Hans Kristian Rausing has been granted conditional bail after he appeared in court charged with preventing the lawful and decent burial of his wife, Eva.
The body of the millionairess was found at their home in bin bags sealed up with gaffer tape, West London Magistrates' Court has been told.
The court heard that Mrs Rausing's remains were discovered beside a bed, covered in layers of clothes in an annexe of the couple's Belgravia mansion in the capital.
The bedroom where her body was found had also been sealed with gaffer tape, the court was told.
A warrant was issued to search the address after Rausing was stopped by police on suspicion of driving under the influence of alcohol or drugs.
Police are treating the death as "unexplained" after an initial post-mortem examination proved inconclusive.
Rausing, 49, who appeared frail and with a beard, spoke only to confirm his name, age and address. He will appear again at Isleworth Crown Court on July 26.
District Judge James Henderson told him: "I grant you bail on two conditions. The first is that you must reside at the Capio Nightingale Hospital and that you live there and sleep there overnight, and you do not leave that hospital unless you are accompanied by a member of hospital staff."
Alexander Cameron QC, the older brother of Prime Minister David Cameron, represented Rausing in court.
His family issued a statement in which they said they hoped Mrs Rausing's death would raise awareness of the "distorted reality" caused by addiction.
"Hans and Märit Rausing and their families are mourning the death of their son's beloved wife, Eva," the statement said.
"Her death, and the details of subsequent events, are a reminder of the distorted reality of drug addiction.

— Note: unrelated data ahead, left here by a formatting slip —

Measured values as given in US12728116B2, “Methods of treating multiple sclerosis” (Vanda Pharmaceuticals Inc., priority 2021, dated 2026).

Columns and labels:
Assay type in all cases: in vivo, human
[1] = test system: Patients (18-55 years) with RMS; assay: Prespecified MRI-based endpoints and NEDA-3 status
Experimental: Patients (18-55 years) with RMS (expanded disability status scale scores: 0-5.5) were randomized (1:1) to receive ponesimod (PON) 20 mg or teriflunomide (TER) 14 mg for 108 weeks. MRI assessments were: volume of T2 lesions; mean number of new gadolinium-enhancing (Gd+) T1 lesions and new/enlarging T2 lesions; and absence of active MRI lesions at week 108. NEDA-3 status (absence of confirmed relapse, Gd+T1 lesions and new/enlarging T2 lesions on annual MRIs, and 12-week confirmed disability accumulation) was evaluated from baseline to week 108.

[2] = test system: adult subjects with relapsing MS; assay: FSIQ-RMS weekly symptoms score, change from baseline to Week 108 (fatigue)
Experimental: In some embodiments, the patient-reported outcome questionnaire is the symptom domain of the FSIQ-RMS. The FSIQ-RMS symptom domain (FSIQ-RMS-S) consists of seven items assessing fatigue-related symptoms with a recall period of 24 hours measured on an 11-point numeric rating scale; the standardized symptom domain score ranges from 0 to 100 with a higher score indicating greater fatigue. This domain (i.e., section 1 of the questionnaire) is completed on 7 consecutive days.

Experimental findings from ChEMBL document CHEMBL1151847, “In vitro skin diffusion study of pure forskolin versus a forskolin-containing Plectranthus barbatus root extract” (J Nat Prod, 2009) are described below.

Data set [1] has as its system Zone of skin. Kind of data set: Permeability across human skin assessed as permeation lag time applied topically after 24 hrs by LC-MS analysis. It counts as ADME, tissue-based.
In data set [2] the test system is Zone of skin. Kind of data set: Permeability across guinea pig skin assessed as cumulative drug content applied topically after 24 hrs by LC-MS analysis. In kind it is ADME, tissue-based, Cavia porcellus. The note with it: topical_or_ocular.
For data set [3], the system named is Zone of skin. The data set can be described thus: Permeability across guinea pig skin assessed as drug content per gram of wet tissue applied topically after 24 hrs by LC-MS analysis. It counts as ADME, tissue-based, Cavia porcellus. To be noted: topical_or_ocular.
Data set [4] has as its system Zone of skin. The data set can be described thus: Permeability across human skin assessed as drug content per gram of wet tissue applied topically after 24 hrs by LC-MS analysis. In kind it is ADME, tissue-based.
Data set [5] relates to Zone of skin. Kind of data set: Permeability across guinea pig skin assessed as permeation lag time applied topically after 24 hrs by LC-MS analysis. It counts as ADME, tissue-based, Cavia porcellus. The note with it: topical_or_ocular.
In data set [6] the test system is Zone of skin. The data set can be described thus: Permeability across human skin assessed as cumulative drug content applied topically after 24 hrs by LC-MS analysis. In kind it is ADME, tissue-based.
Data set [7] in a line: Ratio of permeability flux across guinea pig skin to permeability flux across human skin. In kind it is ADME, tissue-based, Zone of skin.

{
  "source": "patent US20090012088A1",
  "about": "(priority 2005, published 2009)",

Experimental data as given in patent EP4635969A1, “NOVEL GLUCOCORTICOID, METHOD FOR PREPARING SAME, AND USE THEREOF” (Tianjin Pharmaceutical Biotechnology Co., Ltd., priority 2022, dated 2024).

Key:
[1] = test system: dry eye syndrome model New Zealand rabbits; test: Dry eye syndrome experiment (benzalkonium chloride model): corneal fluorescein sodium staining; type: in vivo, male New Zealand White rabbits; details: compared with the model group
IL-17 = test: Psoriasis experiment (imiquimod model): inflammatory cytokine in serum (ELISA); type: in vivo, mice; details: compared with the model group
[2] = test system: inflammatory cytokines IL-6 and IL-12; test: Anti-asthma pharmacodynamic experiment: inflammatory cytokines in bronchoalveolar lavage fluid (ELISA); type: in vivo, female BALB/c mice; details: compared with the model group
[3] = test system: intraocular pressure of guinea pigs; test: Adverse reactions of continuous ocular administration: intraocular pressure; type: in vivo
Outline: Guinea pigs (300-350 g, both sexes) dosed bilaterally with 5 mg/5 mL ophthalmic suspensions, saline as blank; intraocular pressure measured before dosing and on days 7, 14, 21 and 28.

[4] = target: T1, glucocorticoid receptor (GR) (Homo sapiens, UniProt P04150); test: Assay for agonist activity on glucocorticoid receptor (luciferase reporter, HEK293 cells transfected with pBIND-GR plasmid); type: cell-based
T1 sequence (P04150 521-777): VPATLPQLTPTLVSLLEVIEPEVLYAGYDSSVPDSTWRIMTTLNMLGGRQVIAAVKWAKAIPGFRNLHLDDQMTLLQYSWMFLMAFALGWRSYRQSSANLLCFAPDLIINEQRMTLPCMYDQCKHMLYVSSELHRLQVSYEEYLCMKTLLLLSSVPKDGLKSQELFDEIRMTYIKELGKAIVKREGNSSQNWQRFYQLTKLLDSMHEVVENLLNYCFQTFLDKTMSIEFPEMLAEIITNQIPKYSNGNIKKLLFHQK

"They desperately hope that their dear son, Hans, may find the strength to begin the long and hard journey of de-toxification and rehabilitation."
Mrs Rausing's father earlier issued a tribute to his daughter in which he said she had recently travelled to the UK from California to try to take her husband back with her for drugs treatment.
Tom Kemeny wrote: "At the time of her death her overriding concern was for the safety of her beloved husband, for whom she interrupted her own treatment to return to London in an attempt to take him back with her to California, but tragically to no avail.
"Eva and Hans Kristian were a devoted and loving couple for the 21 years they spent together.
"They benefited thousands of lives through their personal involvement and philanthropic activities.
"They bravely battled their demons and supported each other and Eva will be a devastating loss to our beloved 'son' Hans Kristian, whom we love unconditionally with all our hearts."
The couple's problems with drugs have been widely documented in the press over the years.
Mrs Rausing's family have said they hope her death will raise awareness of drug addiction and financial support for those blighted by it.
"Eva would have wanted the memory of her life to be used to benefit others facing similar addiction challenges in their lives," they said, adding that a foundation would be launched in due course.